Few issues rile people up like health care reform, so you might think Miguel Sapochnik's topical sci-fi health care horror flick Repo Men stirs up debate. Not so. The critics are surprisingly united: the film is a disaster.
- The Movie Fails to Comprehend Incentives, writes Peter Suderman at Reason. He really puts some thought into the plot: "To say this is incoherent, both as story and critique, is an understatement. It's probably too much to expect sci-fi screenwriters to understand economics, but even a little bit of basic common sense and logic would've sufficed. Even if regulators (nowhere to be found in the film) or social pressure (also absent) hadn't put a stop to the practice of repossession-via-murder, competition probably would have, as organ companies would've quickly sought to attract customers by dropping the harshest contractual terms. Doctors, too, would've been unlikely to participate in The Union's grisly scheme, knowing its eventual deadly outcome."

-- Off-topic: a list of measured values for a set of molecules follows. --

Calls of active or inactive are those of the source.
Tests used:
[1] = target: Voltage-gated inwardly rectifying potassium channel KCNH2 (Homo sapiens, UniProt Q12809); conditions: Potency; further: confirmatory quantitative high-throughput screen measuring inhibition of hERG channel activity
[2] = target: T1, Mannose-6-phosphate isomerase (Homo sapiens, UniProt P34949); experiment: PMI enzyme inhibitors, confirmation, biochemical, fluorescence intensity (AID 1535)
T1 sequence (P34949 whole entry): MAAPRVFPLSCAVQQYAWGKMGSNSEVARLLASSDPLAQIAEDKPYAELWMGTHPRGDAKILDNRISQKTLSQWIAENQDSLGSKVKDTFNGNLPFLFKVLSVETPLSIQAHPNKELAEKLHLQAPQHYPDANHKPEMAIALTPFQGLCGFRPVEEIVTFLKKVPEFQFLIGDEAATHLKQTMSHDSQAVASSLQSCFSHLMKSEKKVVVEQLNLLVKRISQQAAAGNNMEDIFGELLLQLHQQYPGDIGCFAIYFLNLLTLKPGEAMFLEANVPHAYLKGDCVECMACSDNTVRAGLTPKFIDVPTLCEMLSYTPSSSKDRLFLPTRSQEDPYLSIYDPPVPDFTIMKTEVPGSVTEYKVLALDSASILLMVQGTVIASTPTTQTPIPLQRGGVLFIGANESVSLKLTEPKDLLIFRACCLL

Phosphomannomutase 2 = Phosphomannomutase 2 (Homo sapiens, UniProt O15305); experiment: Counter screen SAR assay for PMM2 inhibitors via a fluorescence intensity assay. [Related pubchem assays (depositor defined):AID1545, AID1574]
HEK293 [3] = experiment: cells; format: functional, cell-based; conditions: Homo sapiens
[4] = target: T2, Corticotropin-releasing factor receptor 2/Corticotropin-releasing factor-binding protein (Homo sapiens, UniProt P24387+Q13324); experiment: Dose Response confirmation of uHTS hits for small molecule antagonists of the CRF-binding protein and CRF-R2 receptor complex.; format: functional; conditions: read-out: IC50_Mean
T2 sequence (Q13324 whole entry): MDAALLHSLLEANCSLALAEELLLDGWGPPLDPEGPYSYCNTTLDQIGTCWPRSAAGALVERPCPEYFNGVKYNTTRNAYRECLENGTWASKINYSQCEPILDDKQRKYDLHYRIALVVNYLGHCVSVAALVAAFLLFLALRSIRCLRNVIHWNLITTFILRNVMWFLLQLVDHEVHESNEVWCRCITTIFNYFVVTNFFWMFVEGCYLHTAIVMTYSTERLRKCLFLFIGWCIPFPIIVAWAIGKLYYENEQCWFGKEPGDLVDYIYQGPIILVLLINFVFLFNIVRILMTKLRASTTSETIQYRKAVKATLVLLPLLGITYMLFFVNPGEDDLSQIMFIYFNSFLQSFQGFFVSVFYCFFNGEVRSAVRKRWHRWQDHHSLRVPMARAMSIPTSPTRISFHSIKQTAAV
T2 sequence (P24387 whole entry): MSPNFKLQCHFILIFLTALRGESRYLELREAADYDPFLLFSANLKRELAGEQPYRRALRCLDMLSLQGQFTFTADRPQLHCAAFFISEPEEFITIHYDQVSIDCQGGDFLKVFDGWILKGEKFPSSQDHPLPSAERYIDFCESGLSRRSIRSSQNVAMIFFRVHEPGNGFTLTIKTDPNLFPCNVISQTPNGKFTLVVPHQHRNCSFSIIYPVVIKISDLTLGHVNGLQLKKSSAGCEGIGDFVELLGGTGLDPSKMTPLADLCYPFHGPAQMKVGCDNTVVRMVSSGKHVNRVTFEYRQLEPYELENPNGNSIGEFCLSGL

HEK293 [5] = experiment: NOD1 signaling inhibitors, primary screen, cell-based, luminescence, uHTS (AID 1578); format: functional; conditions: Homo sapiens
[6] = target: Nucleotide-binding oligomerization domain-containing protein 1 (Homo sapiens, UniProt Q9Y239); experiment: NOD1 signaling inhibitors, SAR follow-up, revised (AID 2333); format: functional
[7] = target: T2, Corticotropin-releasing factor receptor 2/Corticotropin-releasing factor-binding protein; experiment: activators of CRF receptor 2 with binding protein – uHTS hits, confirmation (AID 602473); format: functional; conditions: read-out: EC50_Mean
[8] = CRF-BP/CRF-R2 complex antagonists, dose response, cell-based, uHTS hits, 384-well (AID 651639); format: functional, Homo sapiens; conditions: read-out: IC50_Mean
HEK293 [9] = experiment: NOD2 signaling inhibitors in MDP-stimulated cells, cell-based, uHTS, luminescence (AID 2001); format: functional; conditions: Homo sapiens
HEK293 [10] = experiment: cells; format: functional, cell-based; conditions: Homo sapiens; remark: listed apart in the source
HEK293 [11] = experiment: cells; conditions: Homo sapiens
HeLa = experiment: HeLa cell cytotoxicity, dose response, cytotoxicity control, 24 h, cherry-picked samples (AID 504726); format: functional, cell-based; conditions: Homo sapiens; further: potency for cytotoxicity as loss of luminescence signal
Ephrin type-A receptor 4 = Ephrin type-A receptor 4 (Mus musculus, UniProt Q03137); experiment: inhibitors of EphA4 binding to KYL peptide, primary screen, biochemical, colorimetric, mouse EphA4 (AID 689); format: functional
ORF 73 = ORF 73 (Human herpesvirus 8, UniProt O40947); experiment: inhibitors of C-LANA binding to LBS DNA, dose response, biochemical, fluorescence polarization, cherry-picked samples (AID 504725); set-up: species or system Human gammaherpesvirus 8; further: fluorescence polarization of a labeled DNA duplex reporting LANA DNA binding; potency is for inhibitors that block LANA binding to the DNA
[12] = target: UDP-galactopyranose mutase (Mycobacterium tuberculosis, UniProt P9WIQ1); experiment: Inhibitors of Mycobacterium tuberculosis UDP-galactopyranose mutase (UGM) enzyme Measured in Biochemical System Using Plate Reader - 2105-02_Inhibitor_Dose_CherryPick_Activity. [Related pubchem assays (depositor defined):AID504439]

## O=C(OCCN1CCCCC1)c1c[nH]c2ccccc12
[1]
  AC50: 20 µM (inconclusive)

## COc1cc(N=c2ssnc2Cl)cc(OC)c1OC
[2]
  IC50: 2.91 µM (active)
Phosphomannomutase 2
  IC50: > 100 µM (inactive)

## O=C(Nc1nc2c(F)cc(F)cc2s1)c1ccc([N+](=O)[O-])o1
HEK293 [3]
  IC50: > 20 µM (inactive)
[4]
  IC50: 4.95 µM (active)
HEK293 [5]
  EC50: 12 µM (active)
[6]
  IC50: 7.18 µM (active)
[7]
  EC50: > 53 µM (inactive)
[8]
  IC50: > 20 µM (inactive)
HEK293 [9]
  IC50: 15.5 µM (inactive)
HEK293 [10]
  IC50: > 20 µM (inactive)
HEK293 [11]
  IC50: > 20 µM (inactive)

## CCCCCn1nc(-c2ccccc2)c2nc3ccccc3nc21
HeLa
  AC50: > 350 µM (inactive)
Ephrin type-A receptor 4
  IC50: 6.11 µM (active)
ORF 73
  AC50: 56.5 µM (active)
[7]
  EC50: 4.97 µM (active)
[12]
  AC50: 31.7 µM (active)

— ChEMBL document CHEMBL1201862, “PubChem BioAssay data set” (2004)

- This Is Just Mindless, writes Roger Moore at the Orlando Sentinel: "Whatever gruesome metaphor for our financially irresponsible age this might have been is lost in the arterial spray and shots of scalpels slicing skin." Marshall Fine at the Huffington Post agrees. " Repo Men merely uses big ideas as wrapping paper, to disguise the fact that it doesn't really have anything on its mind at all, except finding creative ways to photograph arterial blood spraying from someone's neck. "
- Typical Hollywood Tendentiousness, moans Colin Covert of the Star Tribune: "You can see why the production got a green light from the studio. Projecting America's health industry to the next level, 'Repo Men' has the framework of a morbid / gonzo science fiction satire like 'Soylent Green' or 'Idiocracy.' ... Imagine the worst film that could be made from this premise. Now envision something 10 times worse. That's 'Repo Men.' It's a grade B concept executed with grade Z creative instincts."